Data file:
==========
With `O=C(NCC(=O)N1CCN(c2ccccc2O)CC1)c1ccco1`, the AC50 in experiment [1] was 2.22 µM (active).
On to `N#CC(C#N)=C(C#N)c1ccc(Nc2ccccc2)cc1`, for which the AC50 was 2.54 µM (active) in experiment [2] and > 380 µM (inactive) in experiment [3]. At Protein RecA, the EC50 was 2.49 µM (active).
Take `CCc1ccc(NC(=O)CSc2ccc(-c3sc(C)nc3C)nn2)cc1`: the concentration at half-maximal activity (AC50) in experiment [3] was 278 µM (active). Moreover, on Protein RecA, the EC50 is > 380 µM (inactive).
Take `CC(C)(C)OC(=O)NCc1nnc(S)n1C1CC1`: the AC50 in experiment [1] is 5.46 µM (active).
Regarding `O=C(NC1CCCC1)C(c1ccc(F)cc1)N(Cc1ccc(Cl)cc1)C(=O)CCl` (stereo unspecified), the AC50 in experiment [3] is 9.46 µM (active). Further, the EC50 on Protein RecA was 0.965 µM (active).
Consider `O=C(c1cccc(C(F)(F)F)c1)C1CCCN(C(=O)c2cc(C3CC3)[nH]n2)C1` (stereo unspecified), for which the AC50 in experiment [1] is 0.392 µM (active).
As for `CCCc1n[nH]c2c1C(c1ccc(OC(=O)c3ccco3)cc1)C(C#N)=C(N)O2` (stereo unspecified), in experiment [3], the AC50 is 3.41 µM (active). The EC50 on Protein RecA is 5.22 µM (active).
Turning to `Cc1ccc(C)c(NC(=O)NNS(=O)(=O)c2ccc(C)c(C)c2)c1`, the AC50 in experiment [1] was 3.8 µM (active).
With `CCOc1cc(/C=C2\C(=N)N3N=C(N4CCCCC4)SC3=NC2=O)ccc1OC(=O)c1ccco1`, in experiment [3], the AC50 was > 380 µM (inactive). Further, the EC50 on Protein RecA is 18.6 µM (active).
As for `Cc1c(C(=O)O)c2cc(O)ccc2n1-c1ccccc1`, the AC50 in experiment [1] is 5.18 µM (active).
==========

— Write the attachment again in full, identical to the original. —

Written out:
With `O=C(NCC(=O)N1CCN(c2ccccc2O)CC1)c1ccco1`, the AC50 in experiment [1] was 2.22 µM (active).
On to `N#CC(C#N)=C(C#N)c1ccc(Nc2ccccc2)cc1`, for which the AC50 was 2.54 µM (active) in experiment [2] and > 380 µM (inactive) in experiment [3]. At Protein RecA, the EC50 was 2.49 µM (active).
Take `CCc1ccc(NC(=O)CSc2ccc(-c3sc(C)nc3C)nn2)cc1`: the concentration at half-maximal activity (AC50) in experiment [3] was 278 µM (active). Moreover, on Protein RecA, the EC50 is > 380 µM (inactive).
Take `CC(C)(C)OC(=O)NCc1nnc(S)n1C1CC1`: the AC50 in experiment [1] is 5.46 µM (active).
Regarding `O=C(NC1CCCC1)C(c1ccc(F)cc1)N(Cc1ccc(Cl)cc1)C(=O)CCl` (stereo unspecified), the AC50 in experiment [3] is 9.46 µM (active). Further, the EC50 on Protein RecA was 0.965 µM (active).
Consider `O=C(c1cccc(C(F)(F)F)c1)C1CCCN(C(=O)c2cc(C3CC3)[nH]n2)C1` (stereo unspecified), for which the AC50 in experiment [1] is 0.392 µM (active).
As for `CCCc1n[nH]c2c1C(c1ccc(OC(=O)c3ccco3)cc1)C(C#N)=C(N)O2` (stereo unspecified), in experiment [3], the AC50 is 3.41 µM (active). The EC50 on Protein RecA is 5.22 µM (active).
Turning to `Cc1ccc(C)c(NC(=O)NNS(=O)(=O)c2ccc(C)c(C)c2)c1`, the AC50 in experiment [1] was 3.8 µM (active).
With `CCOc1cc(/C=C2\C(=N)N3N=C(N4CCCCC4)SC3=NC2=O)ccc1OC(=O)c1ccco1`, in experiment [3], the AC50 was > 380 µM (inactive). Further, the EC50 on Protein RecA is 18.6 µM (active).
As for `Cc1c(C(=O)O)c2cc(O)ccc2n1-c1ccccc1`, the AC50 in experiment [1] is 5.18 µM (active).